In al Qaeda emir Ayman al Zawahiri’s recent message on Egypt, he made a point of recognizing Ahmed Omar Abdul Rahman, the son of the “Blind Sheikh” (Sheikh Omar Abdul Rahman), the spiritual leader of the Egyptian Islamic Group who is in a US jail for the 1993 attack on the World Trade Center. Ahmed was killed in a US airstrike in Afghanistan last fall; his death was noted by the Egyptian Islamic Group in a martyrdom statement released on Oct. 15, 2011.
This is what Zawahiri had to say, according to the SITE Intelligence Group, which translated his statement:
The second condolence is for the patient, stationed sheikh, our sheikh and the sheikh of the mujahideen, his Excellency Sheikh Omar Abdul Rahman, may Allah release him, and his son Muhammad, who is known as Assad, and his noble family, for the martyrdom of their son Ahmed bin Omar Abdul Rahman, may Allah have mercy on him, in an American bombing on the pure soil of Khorasan. May the vast mercy of Allah be upon him, and May He accept from him his jihad and emigration. May Allah grant this noble family that is patient with hardships in the cause of Allah, patience and solace.
Zawahiri immediately followed up his condolences to the family of the radical Egyptian cleric by vowing to free him:
I confirm to our honorable sheikh, Sheikh Omar Abdul Rahman, and to his sons and the women of the Muslim captives and their families, that we will never spare any efforts, with the help and power of Allah, until we release every captive in the hands of the disbelievers or die trying.
Two quick comments on Zawahiri’s statement:
1) Ahmed is one of several Egyptian Islamic Group fighters and leaders killed while waging jihad in the Afghan-Pakistan theater. See The Long War Journal‘s report on Ahmed’s death for a list of some of them. Although it is often assumed that the Egyptian Islamic Group has shunned violence and joined the political process (it launched the Building and Development Party and won 13 seats in parliament in 2011), members of the group still wage jihad overseas and its leaders still endorse al Qaeda. For instance, Rifai Ahmed Taha Musa, its former leader, acknowledged that “there was a relationship between al Qaeda and the Islamic Group,” but said “it was not in the form of a common organizational framework.” Instead, Musa said it “was similar to a relationship between any two political parties,” with “exchanged benefits.” [See LWJ report, Al Qaeda-linked jihadists helped incite 9/11 Cairo protest, for more details.]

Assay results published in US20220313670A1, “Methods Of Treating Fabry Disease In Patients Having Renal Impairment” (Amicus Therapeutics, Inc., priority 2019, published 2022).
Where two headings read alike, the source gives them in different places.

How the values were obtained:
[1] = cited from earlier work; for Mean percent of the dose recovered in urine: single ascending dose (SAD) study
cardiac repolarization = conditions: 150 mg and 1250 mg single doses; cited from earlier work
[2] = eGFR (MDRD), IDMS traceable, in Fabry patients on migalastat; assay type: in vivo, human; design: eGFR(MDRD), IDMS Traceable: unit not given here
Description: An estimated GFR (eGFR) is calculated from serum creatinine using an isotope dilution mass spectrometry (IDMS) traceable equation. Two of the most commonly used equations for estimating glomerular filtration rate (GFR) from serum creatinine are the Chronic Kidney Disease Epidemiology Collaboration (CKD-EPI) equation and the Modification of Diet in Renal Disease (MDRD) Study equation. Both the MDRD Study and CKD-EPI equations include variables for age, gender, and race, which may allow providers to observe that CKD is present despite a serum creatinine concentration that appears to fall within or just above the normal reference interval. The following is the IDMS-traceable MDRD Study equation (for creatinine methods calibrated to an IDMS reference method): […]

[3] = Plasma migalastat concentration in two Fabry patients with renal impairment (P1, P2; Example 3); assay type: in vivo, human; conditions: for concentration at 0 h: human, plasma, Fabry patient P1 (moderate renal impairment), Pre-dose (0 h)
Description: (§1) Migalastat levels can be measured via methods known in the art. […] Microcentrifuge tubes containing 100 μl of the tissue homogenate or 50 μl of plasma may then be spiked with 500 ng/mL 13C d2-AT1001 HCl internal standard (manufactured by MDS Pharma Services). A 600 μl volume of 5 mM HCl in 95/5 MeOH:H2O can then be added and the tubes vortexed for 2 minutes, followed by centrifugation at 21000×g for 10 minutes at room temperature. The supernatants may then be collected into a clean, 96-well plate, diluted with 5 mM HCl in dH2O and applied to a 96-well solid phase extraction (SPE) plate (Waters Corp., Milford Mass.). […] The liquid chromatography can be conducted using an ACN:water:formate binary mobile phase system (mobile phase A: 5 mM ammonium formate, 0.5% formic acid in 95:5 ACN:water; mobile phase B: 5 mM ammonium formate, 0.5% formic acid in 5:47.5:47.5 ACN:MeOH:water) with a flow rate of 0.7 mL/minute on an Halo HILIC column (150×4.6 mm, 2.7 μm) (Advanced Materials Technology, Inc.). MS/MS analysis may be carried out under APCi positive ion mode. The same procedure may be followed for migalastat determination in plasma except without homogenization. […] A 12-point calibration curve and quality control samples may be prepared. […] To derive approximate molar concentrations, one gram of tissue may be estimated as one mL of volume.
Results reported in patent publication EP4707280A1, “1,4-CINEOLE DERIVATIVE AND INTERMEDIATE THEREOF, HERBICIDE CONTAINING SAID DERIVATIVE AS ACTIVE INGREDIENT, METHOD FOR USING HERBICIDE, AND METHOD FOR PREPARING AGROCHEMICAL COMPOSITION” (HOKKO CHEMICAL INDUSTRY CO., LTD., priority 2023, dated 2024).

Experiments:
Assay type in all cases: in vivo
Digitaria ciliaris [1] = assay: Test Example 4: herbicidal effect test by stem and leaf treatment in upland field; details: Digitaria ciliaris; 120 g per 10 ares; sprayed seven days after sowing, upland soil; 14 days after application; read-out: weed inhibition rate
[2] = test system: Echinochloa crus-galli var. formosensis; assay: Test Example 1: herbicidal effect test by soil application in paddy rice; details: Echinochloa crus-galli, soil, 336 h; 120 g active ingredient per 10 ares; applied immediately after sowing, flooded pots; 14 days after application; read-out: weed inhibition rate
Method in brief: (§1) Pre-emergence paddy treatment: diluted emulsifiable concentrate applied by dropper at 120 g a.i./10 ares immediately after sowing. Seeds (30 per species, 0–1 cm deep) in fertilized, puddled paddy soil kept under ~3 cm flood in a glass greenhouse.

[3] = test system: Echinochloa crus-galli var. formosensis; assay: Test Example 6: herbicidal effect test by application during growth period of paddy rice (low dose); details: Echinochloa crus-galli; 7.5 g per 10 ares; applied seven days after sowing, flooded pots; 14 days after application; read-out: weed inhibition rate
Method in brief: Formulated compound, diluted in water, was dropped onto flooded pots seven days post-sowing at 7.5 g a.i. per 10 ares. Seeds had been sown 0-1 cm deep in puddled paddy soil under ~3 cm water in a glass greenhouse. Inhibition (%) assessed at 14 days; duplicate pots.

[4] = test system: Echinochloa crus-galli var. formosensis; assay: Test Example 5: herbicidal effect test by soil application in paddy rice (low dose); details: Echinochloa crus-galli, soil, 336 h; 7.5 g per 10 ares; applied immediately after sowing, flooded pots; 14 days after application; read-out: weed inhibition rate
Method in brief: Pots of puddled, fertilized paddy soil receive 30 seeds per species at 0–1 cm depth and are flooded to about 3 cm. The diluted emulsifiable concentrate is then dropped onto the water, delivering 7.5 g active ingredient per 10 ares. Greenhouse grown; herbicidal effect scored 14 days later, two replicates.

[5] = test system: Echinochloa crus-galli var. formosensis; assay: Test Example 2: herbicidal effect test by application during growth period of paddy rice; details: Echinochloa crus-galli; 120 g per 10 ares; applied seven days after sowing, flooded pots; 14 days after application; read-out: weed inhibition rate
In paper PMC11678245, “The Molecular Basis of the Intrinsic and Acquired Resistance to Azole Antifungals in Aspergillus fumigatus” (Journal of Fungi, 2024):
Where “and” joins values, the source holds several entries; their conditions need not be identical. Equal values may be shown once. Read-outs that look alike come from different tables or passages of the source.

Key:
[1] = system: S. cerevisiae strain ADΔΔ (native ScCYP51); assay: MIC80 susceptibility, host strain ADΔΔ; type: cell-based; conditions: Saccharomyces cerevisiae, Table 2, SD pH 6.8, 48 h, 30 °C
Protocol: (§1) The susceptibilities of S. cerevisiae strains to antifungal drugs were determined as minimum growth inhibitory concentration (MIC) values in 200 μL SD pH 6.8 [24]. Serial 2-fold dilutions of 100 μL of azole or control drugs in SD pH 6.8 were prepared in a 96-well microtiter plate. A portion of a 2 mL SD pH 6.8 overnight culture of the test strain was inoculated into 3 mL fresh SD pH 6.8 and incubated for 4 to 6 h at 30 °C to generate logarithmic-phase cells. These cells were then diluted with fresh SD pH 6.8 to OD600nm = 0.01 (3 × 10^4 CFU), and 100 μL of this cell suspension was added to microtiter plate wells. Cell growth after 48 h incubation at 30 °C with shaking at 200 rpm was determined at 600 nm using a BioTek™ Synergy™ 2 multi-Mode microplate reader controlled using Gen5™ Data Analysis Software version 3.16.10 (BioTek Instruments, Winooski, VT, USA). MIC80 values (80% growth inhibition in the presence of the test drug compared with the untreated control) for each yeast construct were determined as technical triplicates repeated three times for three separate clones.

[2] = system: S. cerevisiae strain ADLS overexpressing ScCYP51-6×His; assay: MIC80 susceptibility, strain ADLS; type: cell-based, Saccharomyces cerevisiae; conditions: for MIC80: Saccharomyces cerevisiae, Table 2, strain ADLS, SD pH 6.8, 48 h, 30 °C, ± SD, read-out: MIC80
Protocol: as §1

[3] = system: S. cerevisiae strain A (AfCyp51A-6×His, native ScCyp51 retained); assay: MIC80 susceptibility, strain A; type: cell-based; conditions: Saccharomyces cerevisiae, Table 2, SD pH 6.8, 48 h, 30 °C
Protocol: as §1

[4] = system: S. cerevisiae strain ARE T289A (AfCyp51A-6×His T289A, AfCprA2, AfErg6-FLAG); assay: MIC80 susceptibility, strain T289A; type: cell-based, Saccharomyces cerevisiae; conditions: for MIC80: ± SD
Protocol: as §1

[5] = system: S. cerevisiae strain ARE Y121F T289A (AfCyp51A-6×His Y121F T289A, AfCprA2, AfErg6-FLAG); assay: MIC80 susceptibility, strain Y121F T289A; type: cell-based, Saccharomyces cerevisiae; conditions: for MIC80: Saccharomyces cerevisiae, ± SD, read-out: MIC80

2) Releasing the Blind Sheikh from US custody remains a cause célèbre for al Qaeda and a host of jihadist groups. For instance, just four days ago, Shabaab, al Qaeda’s affiliate in Somalia, pledged to continue to work to free the jihadist cleric, and on the same day it threatened to attack Britain over the extradition of Abu Hamza al Masri, another radical cleric linked to al Qaeda [see LWJ report, Shabaab threatens Britain over extradition of Abu Hamza al Masri.